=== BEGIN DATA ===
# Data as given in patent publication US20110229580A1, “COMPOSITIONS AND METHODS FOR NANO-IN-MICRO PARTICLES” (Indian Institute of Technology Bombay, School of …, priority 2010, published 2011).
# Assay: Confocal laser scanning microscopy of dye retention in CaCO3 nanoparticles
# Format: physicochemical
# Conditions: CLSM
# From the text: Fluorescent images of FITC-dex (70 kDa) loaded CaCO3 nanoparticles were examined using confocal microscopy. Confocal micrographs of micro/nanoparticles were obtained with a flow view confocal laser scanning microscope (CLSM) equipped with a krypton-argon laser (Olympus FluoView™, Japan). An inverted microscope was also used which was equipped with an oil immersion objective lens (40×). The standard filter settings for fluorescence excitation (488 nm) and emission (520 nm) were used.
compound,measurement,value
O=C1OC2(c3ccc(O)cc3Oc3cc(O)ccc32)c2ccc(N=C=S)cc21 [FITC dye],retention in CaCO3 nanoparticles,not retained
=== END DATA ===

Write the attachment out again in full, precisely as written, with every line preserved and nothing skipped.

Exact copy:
# Data as given in patent publication US20110229580A1, “COMPOSITIONS AND METHODS FOR NANO-IN-MICRO PARTICLES” (Indian Institute of Technology Bombay, School of …, priority 2010, published 2011).
# Assay: Confocal laser scanning microscopy of dye retention in CaCO3 nanoparticles
# Format: physicochemical
# Conditions: CLSM
# From the text: Fluorescent images of FITC-dex (70 kDa) loaded CaCO3 nanoparticles were examined using confocal microscopy. Confocal micrographs of micro/nanoparticles were obtained with a flow view confocal laser scanning microscope (CLSM) equipped with a krypton-argon laser (Olympus FluoView™, Japan). An inverted microscope was also used which was equipped with an oil immersion objective lens (40×). The standard filter settings for fluorescence excitation (488 nm) and emission (520 nm) were used.
compound,measurement,value
O=C1OC2(c3ccc(O)cc3Oc3cc(O)ccc32)c2ccc(N=C=S)cc21 [FITC dye],retention in CaCO3 nanoparticles,not retained